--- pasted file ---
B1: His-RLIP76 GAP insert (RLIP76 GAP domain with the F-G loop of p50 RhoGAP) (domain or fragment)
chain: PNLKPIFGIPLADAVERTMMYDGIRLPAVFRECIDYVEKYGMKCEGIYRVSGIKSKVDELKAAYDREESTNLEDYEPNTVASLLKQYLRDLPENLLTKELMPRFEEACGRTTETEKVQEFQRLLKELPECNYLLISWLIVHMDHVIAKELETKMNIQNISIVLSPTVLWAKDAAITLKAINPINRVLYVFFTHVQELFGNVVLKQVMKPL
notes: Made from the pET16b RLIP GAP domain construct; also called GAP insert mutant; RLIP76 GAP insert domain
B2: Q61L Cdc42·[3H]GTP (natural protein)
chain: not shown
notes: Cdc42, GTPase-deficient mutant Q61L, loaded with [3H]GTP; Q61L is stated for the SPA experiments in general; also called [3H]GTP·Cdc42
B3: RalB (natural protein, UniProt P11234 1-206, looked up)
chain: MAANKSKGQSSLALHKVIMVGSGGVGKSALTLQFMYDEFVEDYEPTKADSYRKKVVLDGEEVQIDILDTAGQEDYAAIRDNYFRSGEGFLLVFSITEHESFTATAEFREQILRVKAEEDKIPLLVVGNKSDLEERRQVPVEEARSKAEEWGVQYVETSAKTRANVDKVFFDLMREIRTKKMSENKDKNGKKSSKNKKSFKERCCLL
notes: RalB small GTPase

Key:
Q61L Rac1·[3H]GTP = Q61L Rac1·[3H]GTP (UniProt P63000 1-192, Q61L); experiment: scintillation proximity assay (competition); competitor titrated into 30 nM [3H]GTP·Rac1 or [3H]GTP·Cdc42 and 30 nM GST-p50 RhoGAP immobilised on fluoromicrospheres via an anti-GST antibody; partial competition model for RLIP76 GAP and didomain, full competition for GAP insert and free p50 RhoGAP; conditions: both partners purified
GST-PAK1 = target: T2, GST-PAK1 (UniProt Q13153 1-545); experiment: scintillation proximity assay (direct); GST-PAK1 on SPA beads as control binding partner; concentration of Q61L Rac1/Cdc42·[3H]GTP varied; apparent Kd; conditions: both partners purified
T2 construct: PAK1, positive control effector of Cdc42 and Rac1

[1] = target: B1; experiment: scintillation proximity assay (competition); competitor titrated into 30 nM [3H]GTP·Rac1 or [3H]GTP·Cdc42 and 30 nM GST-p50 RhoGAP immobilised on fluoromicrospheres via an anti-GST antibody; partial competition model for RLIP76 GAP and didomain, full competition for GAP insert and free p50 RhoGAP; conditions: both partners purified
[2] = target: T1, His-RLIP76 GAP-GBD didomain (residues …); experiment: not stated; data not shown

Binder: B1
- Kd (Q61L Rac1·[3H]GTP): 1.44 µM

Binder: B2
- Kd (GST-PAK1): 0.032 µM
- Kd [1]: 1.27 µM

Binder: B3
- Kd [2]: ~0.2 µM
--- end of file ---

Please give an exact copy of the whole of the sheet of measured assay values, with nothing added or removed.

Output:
B1: His-RLIP76 GAP insert (RLIP76 GAP domain with the F-G loop of p50 RhoGAP) (domain or fragment)
chain: PNLKPIFGIPLADAVERTMMYDGIRLPAVFRECIDYVEKYGMKCEGIYRVSGIKSKVDELKAAYDREESTNLEDYEPNTVASLLKQYLRDLPENLLTKELMPRFEEACGRTTETEKVQEFQRLLKELPECNYLLISWLIVHMDHVIAKELETKMNIQNISIVLSPTVLWAKDAAITLKAINPINRVLYVFFTHVQELFGNVVLKQVMKPL
notes: Made from the pET16b RLIP GAP domain construct; also called GAP insert mutant; RLIP76 GAP insert domain
B2: Q61L Cdc42·[3H]GTP (natural protein)
chain: not shown
notes: Cdc42, GTPase-deficient mutant Q61L, loaded with [3H]GTP; Q61L is stated for the SPA experiments in general; also called [3H]GTP·Cdc42
B3: RalB (natural protein, UniProt P11234 1-206, looked up)
chain: MAANKSKGQSSLALHKVIMVGSGGVGKSALTLQFMYDEFVEDYEPTKADSYRKKVVLDGEEVQIDILDTAGQEDYAAIRDNYFRSGEGFLLVFSITEHESFTATAEFREQILRVKAEEDKIPLLVVGNKSDLEERRQVPVEEARSKAEEWGVQYVETSAKTRANVDKVFFDLMREIRTKKMSENKDKNGKKSSKNKKSFKERCCLL
notes: RalB small GTPase

Key:
Q61L Rac1·[3H]GTP = Q61L Rac1·[3H]GTP (UniProt P63000 1-192, Q61L); experiment: scintillation proximity assay (competition); competitor titrated into 30 nM [3H]GTP·Rac1 or [3H]GTP·Cdc42 and 30 nM GST-p50 RhoGAP immobilised on fluoromicrospheres via an anti-GST antibody; partial competition model for RLIP76 GAP and didomain, full competition for GAP insert and free p50 RhoGAP; conditions: both partners purified
GST-PAK1 = target: T2, GST-PAK1 (UniProt Q13153 1-545); experiment: scintillation proximity assay (direct); GST-PAK1 on SPA beads as control binding partner; concentration of Q61L Rac1/Cdc42·[3H]GTP varied; apparent Kd; conditions: both partners purified
T2 construct: PAK1, positive control effector of Cdc42 and Rac1

[1] = target: B1; experiment: scintillation proximity assay (competition); competitor titrated into 30 nM [3H]GTP·Rac1 or [3H]GTP·Cdc42 and 30 nM GST-p50 RhoGAP immobilised on fluoromicrospheres via an anti-GST antibody; partial competition model for RLIP76 GAP and didomain, full competition for GAP insert and free p50 RhoGAP; conditions: both partners purified
[2] = target: T1, His-RLIP76 GAP-GBD didomain (residues …); experiment: not stated; data not shown

Binder: B1
- Kd (Q61L Rac1·[3H]GTP): 1.44 µM

Binder: B2
- Kd (GST-PAK1): 0.032 µM
- Kd [1]: 1.27 µM

Binder: B3
- Kd [2]: ~0.2 µM